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Re: Continuations, basic blocks, loops and register allocation

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From:
Leopold Toetsch
Date:
November 15, 2004 04:03
Subject:
Re: Continuations, basic blocks, loops and register allocation
Message ID:
200411151127.iAFBRJI18629@thu8.leo.home
Jeff Clites <jclites@mac.com> wrote:
> On Nov 14, 2004, at 3:03 AM, Leopold Toetsch wrote:

>> Yes, but Jeff's example wasn't really reflecting the problem.

> How come?

Your code didn't reuse C<a> after the call.

> ... It seems
> that even this function body shows the problem:

Yes, that one is reflecting it.

> 	a = 1
> 	foo()
> 	print a
> 	b = 10
> 	return b

> It would seem (w/o continuations) that b should be able to re-use a's
> register, but if it does then we'll print 10 instead of 1 "the second
> time".

Yep, if there is another call that uses the captured continuation of the
foo() call and continues at "print a".

> It seems that, in term of cache locality, the same problem is there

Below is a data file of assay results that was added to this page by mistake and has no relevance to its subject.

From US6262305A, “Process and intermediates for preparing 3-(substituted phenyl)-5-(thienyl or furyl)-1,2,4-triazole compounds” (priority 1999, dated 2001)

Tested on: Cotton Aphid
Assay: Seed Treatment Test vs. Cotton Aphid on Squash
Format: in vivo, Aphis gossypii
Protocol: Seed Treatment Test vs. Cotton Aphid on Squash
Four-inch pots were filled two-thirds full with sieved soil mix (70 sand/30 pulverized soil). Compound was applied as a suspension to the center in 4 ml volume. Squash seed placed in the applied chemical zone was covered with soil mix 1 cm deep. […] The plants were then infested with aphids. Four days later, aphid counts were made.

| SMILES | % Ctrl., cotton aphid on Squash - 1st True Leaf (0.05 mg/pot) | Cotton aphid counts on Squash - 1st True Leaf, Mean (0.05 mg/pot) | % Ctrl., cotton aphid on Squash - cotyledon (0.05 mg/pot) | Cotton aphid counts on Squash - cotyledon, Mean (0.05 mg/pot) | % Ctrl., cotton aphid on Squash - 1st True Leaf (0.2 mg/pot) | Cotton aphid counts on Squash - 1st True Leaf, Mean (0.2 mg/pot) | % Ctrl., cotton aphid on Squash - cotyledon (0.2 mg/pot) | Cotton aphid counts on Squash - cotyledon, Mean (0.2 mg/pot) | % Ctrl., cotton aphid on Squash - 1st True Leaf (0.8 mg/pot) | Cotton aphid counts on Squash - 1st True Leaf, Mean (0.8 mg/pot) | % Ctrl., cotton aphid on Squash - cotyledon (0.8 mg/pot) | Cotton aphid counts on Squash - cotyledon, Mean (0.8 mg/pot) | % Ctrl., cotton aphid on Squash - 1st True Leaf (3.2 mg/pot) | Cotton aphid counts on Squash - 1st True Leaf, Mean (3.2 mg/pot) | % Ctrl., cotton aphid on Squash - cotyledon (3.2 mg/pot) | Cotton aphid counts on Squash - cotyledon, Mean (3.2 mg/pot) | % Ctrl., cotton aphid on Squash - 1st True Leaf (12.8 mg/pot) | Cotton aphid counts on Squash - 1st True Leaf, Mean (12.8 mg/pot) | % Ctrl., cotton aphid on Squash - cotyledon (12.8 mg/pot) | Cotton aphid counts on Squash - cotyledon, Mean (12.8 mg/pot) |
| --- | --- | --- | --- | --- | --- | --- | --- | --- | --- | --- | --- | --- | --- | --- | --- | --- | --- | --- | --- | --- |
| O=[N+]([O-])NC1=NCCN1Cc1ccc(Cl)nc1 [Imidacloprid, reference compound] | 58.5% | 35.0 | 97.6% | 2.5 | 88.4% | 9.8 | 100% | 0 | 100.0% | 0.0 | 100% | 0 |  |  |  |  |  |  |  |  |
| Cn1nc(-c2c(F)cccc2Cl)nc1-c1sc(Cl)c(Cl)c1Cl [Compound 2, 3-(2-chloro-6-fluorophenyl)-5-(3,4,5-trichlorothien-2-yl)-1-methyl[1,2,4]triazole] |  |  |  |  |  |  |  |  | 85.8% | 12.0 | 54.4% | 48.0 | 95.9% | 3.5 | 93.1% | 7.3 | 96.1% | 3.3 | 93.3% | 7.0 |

> with more registers v. spilling v. lexicals.

Not quite. We can't extend just one register set, we'd do that for all 4
kinds. You can not easily have 64 PMC registers and just 10 INTVALs.
A lexical access is just an array lookup (at least if the compiler uses
the indexed addressing of lexicals).

> ... That is, if you have 100
> local variables whose lifetimes overlap (due to continuations), then
> you need 100 distinct memory locations to (repeatedly) access.

Sure. If the program is complex you need the storage anyway.

>> 4) Having an explicit syntax construct "(call-with-current-continuation
>> " that expresses verbatim, what's going on, like e.g. with a reserved
>> word placed as a label:
>>
>>   RESUMEABLE: x = choose(arr1)

> I don't think that really helps either: If you have such a call, then
> all the frames higher up the stack also can "return multiple times", so
> they have the behavior, even w/o the label.

The RESUMABLE label is of course at the invocation that might
resume, somehwere up the call chain. Again: the HLL compiler (or the
programmer) knows the effect of the continuation. Just the PIR code is
too dumb, i.e. is lacking this information.

> On the other hand, this Ruby code really bugs me (note: "$" variables
> in Ruby are globals):

> ... , you get an infinite loop, printing increasing
> integers.)

Sure. With callcc you are calling the function again and again.

> JEff

leo

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